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A Little More than Chalk and Talk: Results from a Third National Survey of Teaching Methods in Undergraduate Economics Courses


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  • Michael Watts
  • William E. Becker


In 1995, 2000, and 2005, the authors surveyed U.S. academic economists to investigate how economics is taught in four different types of undergraduate courses at postsecondary institutions. They especially looked for any changes in teaching methods that occurred over this decade, when there were several prominent calls for economists and postsecondary instructors in other fields to devote more attention and effort to teaching and to make greater use of active, student-centered learning methods, with less use of direct instruction ( chalk and talk ). By 2005, although standard lectures and chalkboard presentations were still dominant, there was evidence of slow growth in the use of other teaching methods, including classroom discussions (especially teacher-directed discussions), computer-generated displays (such as PowerPoint), providing students with prepared sets of class notes, and computer lab assignments in econometrics and statistics courses. Internet database searches were used by a small but growing minority of instructors. Classroom experiments were used by a small share of instructors in introductory courses. Assignments or classroom references to the popular financial press, sports, literature, drama, or music were used somewhat more often. Cooperative learning methods were rarely used.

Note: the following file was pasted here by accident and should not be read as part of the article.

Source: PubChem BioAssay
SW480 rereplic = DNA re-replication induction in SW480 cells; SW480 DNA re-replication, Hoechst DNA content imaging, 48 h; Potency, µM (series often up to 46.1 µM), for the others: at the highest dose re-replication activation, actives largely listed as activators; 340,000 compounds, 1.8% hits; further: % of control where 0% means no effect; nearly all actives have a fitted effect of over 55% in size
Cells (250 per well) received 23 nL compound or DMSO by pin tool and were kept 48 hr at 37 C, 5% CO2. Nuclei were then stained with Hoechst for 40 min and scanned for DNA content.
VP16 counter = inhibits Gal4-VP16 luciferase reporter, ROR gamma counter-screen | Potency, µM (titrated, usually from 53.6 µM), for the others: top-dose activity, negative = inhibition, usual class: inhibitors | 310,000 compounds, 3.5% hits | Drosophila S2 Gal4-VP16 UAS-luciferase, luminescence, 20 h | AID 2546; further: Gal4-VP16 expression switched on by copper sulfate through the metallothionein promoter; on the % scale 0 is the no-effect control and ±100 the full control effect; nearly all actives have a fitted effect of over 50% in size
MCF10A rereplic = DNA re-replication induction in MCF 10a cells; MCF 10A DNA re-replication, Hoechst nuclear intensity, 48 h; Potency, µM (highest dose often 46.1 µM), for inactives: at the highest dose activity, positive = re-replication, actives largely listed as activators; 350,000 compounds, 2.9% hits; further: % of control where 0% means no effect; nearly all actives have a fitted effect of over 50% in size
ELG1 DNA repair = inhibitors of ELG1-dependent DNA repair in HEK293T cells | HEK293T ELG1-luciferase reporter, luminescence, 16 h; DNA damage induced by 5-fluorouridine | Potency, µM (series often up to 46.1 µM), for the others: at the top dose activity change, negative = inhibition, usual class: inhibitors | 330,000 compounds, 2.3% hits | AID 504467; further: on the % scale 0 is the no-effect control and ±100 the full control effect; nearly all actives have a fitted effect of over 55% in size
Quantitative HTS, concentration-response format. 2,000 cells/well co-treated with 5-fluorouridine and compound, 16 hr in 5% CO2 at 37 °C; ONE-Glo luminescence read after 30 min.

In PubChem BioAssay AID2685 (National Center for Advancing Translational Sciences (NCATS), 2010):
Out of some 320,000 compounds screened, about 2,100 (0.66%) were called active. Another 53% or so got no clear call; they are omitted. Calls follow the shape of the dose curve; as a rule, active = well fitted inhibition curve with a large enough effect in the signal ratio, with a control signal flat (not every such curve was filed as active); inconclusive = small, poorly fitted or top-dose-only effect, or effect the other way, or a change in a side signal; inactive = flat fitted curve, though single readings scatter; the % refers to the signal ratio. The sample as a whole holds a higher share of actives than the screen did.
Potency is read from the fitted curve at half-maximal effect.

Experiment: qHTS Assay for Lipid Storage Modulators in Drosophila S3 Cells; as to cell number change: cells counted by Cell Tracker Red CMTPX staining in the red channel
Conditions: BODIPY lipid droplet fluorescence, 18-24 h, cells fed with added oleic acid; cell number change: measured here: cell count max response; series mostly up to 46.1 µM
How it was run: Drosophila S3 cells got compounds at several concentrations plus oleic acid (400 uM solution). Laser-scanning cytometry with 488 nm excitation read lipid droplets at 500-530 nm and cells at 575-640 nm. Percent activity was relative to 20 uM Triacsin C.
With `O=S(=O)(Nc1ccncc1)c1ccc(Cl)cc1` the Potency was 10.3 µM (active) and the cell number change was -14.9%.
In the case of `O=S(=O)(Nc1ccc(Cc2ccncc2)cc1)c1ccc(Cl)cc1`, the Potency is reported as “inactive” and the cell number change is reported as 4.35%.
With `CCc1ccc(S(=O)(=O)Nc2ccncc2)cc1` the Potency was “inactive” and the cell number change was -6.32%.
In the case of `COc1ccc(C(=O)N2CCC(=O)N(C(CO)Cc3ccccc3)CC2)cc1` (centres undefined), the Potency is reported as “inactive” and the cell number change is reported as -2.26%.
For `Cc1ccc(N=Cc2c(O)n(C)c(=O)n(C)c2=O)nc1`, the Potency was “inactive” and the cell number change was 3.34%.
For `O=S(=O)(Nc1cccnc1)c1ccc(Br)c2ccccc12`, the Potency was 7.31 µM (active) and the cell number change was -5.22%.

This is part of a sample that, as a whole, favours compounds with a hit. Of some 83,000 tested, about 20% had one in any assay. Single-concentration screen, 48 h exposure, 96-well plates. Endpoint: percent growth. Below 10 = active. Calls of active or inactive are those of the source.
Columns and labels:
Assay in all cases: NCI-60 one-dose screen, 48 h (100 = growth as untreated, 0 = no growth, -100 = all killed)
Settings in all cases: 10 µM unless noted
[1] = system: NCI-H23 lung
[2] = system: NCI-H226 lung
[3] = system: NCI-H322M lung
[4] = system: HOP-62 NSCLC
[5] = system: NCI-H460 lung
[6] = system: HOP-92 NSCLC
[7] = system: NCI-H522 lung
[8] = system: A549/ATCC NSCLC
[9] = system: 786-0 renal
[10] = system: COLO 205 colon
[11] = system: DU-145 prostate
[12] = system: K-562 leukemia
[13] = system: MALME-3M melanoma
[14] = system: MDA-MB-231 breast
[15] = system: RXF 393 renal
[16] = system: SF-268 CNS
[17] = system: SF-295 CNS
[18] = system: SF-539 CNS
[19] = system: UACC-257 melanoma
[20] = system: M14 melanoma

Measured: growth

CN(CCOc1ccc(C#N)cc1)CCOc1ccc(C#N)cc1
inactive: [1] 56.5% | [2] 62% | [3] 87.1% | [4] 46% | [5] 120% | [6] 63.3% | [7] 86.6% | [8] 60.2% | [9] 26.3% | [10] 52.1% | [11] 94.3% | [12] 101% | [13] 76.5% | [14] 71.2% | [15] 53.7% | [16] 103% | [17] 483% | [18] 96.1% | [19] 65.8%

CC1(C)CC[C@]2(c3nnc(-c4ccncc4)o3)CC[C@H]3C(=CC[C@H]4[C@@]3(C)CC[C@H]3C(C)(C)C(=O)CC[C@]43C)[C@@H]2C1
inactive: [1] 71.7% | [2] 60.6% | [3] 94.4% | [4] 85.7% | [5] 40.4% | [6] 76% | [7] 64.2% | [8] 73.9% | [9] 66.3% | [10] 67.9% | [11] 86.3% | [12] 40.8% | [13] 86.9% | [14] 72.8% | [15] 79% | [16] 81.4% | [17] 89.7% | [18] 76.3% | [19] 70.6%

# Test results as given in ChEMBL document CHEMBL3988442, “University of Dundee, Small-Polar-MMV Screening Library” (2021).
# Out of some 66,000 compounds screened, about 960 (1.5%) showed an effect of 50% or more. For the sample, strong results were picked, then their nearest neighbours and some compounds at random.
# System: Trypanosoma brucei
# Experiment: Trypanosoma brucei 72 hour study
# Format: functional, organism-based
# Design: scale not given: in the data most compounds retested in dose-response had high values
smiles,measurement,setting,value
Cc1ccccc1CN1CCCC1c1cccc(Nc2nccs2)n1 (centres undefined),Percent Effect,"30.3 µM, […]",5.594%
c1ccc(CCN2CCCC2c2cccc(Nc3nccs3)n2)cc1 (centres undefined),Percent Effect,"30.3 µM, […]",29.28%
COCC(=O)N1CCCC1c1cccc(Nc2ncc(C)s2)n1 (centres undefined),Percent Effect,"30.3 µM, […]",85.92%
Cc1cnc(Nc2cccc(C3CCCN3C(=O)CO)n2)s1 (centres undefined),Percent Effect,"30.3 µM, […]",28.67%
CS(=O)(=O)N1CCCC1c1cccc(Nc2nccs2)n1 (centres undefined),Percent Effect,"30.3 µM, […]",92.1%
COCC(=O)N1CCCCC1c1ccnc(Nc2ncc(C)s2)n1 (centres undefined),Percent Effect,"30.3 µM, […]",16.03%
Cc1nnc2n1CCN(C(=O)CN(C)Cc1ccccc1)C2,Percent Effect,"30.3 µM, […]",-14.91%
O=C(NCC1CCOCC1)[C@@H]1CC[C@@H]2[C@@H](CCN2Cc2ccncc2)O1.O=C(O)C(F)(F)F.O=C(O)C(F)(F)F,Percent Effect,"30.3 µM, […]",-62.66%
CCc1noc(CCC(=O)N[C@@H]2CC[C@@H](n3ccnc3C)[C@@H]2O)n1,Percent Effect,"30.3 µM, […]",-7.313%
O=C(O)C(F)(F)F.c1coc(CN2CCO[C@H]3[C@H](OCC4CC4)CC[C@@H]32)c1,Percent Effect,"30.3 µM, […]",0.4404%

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Bibliographic Info

Article provided by Taylor & Francis Journals in its journal The Journal of Economic Education.

Volume (Year): 39 (2008)
Issue (Month): 3 (July)
Pages: 273-286

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Handle: RePEc:taf:jeduce:v:39:y:2008:i:3:p:273-286

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Cited by:
  1. Ricard Rigall-I-Torrent, 2011. "Using problem-based learning for introducing producer theory and market structure in intermediate microeconomics," International Review of Economic Education, Economics Network, University of Bristol, Economics Network, University of Bristol, vol. 10(1), pages 14-28.
  2. Henrik Egbert & Vanessa Mertins, 2010. "Experiential Learning with Experiments," International Review of Economic Education, Economics Network, University of Bristol, Economics Network, University of Bristol, vol. 9(2), pages 59-66.
  3. Joshua C. Hall & Kaitlyn R. Harger, 2014. "Teaching Students to "Do" Public Choice in an Undergraduate Public Sector Course," Working Papers 14-16, Department of Economics, West Virginia University.
  4. Kristin Stowe, 2010. "A Quick Argument for Active Learning: The Effectiveness of One-Minute Papers," Journal for Economic Educators, Middle Tennessee State University, Business and Economic Research Center, Middle Tennessee State University, Business and Economic Research Center, vol. 10(1), pages 33-39, Summer.
  5. Costas Siriopoulos & Gerasimos Pomonis, 2009. "Selecting Strategies to Foster Economists' Critical Thinking Skills: A Quantile Regression Approach," International Review of Economic Education, Economics Network, University of Bristol, Economics Network, University of Bristol, vol. 8(1), pages 106-131.


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